CMSC 435/634: Computer Graphics

Lab 1: Simple Scene in BMRT

Due Sept 17, 2000


The Assignment

Use BMRT (Blue Moon Rendering Tools, a shareware implementation of the Renderman Interface Standard) to model and render a die (ie. a cube with spots on the sides) which lies exactly within the extents (-1,-1,-1) to (1,1,1). Your die may be of any material you choose. Make your die as realistic as possible. Check with a real die to make sure you get the spots in the correct places. Your die should be illuminated by specific lights (i.e. don't use a constant surface or ambient light source). Select a viewpoint that shows more than one side of your die simultaneously.

Using BMRT

Read the handouts Renderman for Poets (for a very brief introduction to Renderman) and Blue Moon Rendering Tools: User Guide (for a information on running the BMRT programs). You may also chapters 1-3 of The Renderman Companion (on reserve in the library) to be useful. BMRT runs on a variety of UNIX platforms (including PCs running Linux). BMRT is currently installed on gl, rooted at ~rheingan/public/BMRT. BMRT is also installed on CS domain SGI and Sun machines. For SGI machines, the BMRT tree is rooted at /usr/cs/BMRT. For Suns, the BMRT is rooted at /usr/cs_sun/BMRT. If you've got some other computing resources available to you that you'd like to use, see me about how to install BMRT on your system.

Make sure to add /afs/ to your PATH so that you can find the rendrib program.

Your development cycle will go something like this:

	edit die.c 
	make die (you'll find a sample Makefile in ~ebert/cs435 on gl)
	die > die.rib
	rendrib die.rib (first set your SHADERS environment variable to $BMRT_ROOT/shaders)
	xv die.tif (full path == /usr/local/bin/xv)
    until done


Incremental development will probably result in the most efficient use of your time. For example, first try to get your program to draw a single side of the die. Once that's working to your satisfaction, add the other sides. When all sides are working, add the dots. Once you've got the basic die, keep refining to make it more realistic until you're satisfied or you run out of time (whichever comes first).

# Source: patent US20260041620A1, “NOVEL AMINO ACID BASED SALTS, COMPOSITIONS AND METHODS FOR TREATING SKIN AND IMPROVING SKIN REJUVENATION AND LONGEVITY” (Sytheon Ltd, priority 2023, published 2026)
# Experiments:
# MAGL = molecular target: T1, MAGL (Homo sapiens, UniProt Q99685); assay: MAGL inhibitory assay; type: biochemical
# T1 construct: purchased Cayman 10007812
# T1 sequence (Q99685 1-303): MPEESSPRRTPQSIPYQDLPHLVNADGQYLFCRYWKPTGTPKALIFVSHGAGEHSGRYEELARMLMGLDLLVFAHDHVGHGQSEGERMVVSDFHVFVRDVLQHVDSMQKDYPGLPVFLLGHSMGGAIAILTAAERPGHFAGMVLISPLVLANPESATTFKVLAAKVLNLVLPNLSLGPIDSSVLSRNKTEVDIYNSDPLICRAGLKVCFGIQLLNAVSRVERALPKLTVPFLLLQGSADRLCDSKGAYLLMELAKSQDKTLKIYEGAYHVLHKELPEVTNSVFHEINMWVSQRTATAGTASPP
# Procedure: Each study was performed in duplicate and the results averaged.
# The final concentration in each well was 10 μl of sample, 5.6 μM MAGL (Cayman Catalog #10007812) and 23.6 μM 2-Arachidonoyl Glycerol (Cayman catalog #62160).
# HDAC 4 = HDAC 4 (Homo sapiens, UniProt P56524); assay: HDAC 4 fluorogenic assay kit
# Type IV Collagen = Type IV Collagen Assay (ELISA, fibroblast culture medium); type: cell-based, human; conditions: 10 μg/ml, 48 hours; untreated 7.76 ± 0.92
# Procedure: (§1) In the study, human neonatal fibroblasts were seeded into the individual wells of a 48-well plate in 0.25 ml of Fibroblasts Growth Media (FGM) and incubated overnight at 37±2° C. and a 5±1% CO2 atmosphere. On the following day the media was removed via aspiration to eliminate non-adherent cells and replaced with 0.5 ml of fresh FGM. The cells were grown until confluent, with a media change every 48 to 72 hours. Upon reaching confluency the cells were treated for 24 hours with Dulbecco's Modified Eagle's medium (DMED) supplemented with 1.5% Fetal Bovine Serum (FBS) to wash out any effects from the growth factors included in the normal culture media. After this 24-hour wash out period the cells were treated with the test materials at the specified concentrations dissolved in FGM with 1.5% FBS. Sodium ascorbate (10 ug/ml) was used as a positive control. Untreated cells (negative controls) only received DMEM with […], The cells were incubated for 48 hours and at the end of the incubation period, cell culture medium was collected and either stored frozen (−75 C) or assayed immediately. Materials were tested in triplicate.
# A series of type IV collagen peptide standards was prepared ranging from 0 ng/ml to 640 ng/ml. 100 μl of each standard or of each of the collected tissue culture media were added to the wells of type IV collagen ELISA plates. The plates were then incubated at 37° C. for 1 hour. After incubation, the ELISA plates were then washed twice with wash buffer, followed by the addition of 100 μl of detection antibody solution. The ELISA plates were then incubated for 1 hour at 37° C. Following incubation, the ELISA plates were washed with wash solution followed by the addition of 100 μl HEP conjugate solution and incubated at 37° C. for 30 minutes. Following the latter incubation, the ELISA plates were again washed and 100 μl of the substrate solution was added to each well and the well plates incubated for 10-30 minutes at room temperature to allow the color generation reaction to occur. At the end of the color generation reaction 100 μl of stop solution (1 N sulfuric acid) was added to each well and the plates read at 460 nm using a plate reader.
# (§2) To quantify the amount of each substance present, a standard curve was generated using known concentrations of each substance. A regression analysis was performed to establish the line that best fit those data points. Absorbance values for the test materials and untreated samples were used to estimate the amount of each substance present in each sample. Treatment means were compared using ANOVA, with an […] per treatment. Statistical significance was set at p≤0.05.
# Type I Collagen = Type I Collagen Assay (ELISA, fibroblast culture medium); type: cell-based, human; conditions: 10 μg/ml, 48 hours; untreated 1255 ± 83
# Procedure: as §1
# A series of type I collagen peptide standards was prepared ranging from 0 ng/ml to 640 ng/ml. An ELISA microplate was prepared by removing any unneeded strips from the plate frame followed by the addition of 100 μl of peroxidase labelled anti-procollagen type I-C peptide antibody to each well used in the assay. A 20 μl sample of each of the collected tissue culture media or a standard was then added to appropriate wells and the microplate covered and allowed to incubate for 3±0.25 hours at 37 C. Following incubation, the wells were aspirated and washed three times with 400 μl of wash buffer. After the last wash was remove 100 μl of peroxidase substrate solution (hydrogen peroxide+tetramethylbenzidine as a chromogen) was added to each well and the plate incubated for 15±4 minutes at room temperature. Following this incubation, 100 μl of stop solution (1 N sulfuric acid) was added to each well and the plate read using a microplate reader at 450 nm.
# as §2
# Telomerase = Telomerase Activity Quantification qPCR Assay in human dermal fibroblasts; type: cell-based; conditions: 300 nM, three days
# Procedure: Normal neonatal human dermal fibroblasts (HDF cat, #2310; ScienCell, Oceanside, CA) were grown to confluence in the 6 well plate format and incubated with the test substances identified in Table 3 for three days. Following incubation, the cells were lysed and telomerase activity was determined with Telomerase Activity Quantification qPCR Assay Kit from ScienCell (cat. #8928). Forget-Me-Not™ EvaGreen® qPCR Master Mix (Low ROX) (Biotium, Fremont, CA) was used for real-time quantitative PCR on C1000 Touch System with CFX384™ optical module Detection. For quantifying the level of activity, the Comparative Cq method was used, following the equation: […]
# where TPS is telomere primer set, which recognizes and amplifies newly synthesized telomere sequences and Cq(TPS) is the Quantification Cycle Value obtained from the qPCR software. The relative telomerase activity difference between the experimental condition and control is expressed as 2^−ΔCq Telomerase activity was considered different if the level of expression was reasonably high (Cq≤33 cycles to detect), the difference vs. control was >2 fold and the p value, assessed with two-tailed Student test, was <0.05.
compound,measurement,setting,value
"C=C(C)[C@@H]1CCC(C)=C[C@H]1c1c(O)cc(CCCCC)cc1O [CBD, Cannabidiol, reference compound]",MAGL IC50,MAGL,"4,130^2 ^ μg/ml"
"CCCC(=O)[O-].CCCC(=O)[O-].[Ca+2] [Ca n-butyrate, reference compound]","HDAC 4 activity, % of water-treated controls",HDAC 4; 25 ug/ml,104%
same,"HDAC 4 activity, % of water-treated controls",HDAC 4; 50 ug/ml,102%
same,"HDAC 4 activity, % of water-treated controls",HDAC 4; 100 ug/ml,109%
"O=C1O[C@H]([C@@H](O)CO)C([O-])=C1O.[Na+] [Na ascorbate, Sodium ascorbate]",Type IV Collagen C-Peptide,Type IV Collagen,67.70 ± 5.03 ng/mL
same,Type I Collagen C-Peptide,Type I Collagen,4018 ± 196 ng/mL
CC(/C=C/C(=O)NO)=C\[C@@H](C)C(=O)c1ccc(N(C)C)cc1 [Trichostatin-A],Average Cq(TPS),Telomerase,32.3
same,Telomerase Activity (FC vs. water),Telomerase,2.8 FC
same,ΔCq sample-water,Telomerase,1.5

Some debugging tips

  1. If your image is blank, check the camera position and direction. It may be pointing away from your scene.
  2. If some primitives are missing, check their orientation (the order in which you have specified the vertices). Polygons are transparent when viewed from behind.
  3. If some primitives are still missing, check the lighting. Surfaces on which no light falls will be black, just like the default background.
  4. If you're having trouble keeping your die sides straight, give them different colors until you've got them behaving properly. Then you can change the colors to whatever you want.

What to turn in

Turn in this assignment electronically as 'lab1' using the submit mechanism. Submit a RIB file, the C program which generates it, and the image it creates. Your comments should include information about which computer platform (HW and OS) you developed your program on. Additional comments may help your grade in cases where your program does not operate entirely correctly (since they can give me insight into what you were trying to do). In any case, your programs are expected to be robust and easy to understand.

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